Monday, June 9, 2008

The ‘Flame Queen’ May Fetch $250,000

JCK -- An opal collection highlighted by what is arguably the most famous opal in the world—dubbed the "Flame Queen,"—the 263.18-cts. Gemstone will be part of Bonhams & Butterfields Natural History auction, scheduled for June 22 at the auction house’s San Francisco and Los Angeles locations.

The "Flame Queen" is oval in shape with a flat central dome surrounded by a blue-green band - lending it the appearance of a fried egg. It’s not only famous for its extraordinary large size (263.18-carats) but also but also for its unusual shape and color pattern.

The auction house said the legendary opal could bring as much as $250,000. Other opals in the collection include the "pineapple" (estimated price $40/50,000); and a pure black opal-filled Yowah nut (a type of nodule-estimated to bring $65/80,000).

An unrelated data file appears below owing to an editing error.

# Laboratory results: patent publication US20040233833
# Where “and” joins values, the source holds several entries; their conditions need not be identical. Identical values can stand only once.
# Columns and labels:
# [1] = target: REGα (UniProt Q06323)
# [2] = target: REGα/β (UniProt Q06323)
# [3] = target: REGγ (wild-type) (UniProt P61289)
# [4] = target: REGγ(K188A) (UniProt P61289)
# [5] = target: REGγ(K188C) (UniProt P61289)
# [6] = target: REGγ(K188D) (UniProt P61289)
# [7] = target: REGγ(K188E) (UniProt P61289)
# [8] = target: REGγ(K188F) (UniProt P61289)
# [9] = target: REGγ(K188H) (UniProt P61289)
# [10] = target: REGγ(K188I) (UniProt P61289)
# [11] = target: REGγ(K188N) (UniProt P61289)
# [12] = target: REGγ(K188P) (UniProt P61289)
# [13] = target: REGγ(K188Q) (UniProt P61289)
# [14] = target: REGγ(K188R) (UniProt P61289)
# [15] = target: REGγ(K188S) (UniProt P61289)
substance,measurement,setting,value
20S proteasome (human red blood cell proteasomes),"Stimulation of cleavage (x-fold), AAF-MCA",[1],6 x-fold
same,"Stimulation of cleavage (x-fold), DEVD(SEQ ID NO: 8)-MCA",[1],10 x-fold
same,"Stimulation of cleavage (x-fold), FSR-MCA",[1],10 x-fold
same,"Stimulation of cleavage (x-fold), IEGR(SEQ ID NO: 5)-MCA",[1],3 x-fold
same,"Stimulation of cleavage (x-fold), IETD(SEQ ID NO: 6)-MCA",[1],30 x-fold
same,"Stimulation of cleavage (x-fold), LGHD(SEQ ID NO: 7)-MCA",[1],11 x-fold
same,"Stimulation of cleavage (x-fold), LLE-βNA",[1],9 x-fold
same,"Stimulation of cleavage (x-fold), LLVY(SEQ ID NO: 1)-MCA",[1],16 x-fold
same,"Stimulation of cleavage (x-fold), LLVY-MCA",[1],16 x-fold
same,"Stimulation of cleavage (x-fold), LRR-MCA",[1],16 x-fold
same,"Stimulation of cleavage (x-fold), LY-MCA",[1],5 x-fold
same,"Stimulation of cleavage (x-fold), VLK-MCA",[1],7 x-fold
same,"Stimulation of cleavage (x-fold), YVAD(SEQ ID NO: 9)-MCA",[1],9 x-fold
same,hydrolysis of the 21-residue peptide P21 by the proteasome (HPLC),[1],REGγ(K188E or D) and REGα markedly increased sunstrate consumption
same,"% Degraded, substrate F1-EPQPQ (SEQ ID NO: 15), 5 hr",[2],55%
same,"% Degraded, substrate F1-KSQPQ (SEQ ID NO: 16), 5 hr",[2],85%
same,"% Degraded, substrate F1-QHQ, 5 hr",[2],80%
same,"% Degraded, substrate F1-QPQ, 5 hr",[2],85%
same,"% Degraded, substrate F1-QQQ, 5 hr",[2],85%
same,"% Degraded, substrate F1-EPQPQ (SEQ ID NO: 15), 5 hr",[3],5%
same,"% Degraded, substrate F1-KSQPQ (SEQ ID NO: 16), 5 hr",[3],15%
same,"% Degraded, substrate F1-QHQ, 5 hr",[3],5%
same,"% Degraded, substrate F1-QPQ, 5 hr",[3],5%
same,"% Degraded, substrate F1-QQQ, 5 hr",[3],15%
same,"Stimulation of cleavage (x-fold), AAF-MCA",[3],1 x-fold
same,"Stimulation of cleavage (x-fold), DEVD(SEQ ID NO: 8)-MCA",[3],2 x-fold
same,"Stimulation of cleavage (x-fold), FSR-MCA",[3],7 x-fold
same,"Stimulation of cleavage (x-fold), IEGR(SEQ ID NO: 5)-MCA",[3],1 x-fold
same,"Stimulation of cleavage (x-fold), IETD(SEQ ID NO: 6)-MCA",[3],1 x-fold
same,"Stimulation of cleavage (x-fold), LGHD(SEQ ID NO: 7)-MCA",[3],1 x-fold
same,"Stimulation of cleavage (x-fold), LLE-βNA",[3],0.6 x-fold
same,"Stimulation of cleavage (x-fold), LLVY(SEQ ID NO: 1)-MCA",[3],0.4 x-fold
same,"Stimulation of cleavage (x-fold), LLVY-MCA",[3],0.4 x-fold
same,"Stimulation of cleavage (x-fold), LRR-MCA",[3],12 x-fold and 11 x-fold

The Flame Queen was found at the Lightning Ridge black opal mine in Australia in 1915 by miners Jack Philips, Walter Bradley and “Irish” Joe Hegarty. The most unusual color pattern of this opal is best described as having the appearance of a fried egg—gemologically known as the “eye-of-opal” effect—created when opal infills a cavity. The Flame Queen is the best known gem of this type. Polished as a broad, pear-shaped buff top cabochon, its flashes change from vivid red to fiery bronze when viewed from different angles and in different light.

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